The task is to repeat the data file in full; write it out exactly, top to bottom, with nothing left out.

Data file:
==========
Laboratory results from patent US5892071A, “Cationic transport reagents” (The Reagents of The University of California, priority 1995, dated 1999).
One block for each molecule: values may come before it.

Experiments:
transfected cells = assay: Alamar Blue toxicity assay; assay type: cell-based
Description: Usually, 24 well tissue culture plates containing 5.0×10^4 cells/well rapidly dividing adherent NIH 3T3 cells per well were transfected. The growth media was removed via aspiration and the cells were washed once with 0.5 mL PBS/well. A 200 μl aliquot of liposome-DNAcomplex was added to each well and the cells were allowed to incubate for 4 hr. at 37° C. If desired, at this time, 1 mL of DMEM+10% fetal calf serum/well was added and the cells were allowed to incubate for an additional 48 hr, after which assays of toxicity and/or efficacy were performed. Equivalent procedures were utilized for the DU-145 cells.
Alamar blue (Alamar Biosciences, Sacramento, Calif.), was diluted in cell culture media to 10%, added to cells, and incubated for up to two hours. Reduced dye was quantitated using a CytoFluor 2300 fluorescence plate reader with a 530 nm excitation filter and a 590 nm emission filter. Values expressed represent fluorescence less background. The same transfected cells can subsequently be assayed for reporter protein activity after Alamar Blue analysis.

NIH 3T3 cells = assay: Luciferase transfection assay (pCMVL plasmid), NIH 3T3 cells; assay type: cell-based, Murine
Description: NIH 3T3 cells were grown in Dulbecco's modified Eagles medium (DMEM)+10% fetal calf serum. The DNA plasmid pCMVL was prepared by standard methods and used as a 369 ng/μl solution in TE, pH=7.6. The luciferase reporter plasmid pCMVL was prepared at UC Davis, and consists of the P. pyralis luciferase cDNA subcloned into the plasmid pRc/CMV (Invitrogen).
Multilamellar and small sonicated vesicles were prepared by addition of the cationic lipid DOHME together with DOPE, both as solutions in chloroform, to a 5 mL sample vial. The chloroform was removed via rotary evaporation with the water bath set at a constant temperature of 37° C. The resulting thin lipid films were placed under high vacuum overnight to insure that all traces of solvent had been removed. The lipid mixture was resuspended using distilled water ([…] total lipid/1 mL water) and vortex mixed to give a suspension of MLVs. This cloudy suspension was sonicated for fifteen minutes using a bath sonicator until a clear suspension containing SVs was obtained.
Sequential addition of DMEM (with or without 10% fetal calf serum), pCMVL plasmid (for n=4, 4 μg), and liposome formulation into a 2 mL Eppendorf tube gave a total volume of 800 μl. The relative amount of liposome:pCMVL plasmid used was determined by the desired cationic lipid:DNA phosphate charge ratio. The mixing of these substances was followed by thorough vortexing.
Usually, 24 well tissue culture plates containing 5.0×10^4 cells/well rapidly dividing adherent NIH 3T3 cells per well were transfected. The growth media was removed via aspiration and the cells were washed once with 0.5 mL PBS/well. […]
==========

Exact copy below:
Laboratory results from patent US5892071A, “Cationic transport reagents” (The Reagents of The University of California, priority 1995, dated 1999).
One block for each molecule: values may come before it.

Experiments:
transfected cells = assay: Alamar Blue toxicity assay; assay type: cell-based
Description: Usually, 24 well tissue culture plates containing 5.0×10^4 cells/well rapidly dividing adherent NIH 3T3 cells per well were transfected. The growth media was removed via aspiration and the cells were washed once with 0.5 mL PBS/well. A 200 μl aliquot of liposome-DNAcomplex was added to each well and the cells were allowed to incubate for 4 hr. at 37° C. If desired, at this time, 1 mL of DMEM+10% fetal calf serum/well was added and the cells were allowed to incubate for an additional 48 hr, after which assays of toxicity and/or efficacy were performed. Equivalent procedures were utilized for the DU-145 cells.
Alamar blue (Alamar Biosciences, Sacramento, Calif.), was diluted in cell culture media to 10%, added to cells, and incubated for up to two hours. Reduced dye was quantitated using a CytoFluor 2300 fluorescence plate reader with a 530 nm excitation filter and a 590 nm emission filter. Values expressed represent fluorescence less background. The same transfected cells can subsequently be assayed for reporter protein activity after Alamar Blue analysis.

NIH 3T3 cells = assay: Luciferase transfection assay (pCMVL plasmid), NIH 3T3 cells; assay type: cell-based, Murine
Description: NIH 3T3 cells were grown in Dulbecco's modified Eagles medium (DMEM)+10% fetal calf serum. The DNA plasmid pCMVL was prepared by standard methods and used as a 369 ng/μl solution in TE, pH=7.6. The luciferase reporter plasmid pCMVL was prepared at UC Davis, and consists of the P. pyralis luciferase cDNA subcloned into the plasmid pRc/CMV (Invitrogen).
Multilamellar and small sonicated vesicles were prepared by addition of the cationic lipid DOHME together with DOPE, both as solutions in chloroform, to a 5 mL sample vial. The chloroform was removed via rotary evaporation with the water bath set at a constant temperature of 37° C. The resulting thin lipid films were placed under high vacuum overnight to insure that all traces of solvent had been removed. The lipid mixture was resuspended using distilled water ([…] total lipid/1 mL water) and vortex mixed to give a suspension of MLVs. This cloudy suspension was sonicated for fifteen minutes using a bath sonicator until a clear suspension containing SVs was obtained.
Sequential addition of DMEM (with or without 10% fetal calf serum), pCMVL plasmid (for n=4, 4 μg), and liposome formulation into a 2 mL Eppendorf tube gave a total volume of 800 μl. The relative amount of liposome:pCMVL plasmid used was determined by the desired cationic lipid:DNA phosphate charge ratio. The mixing of these substances was followed by thorough vortexing.
Usually, 24 well tissue culture plates containing 5.0×10^4 cells/well rapidly dividing adherent NIH 3T3 cells per well were transfected. The growth media was removed via aspiration and the cells were washed once with 0.5 mL PBS/well. […]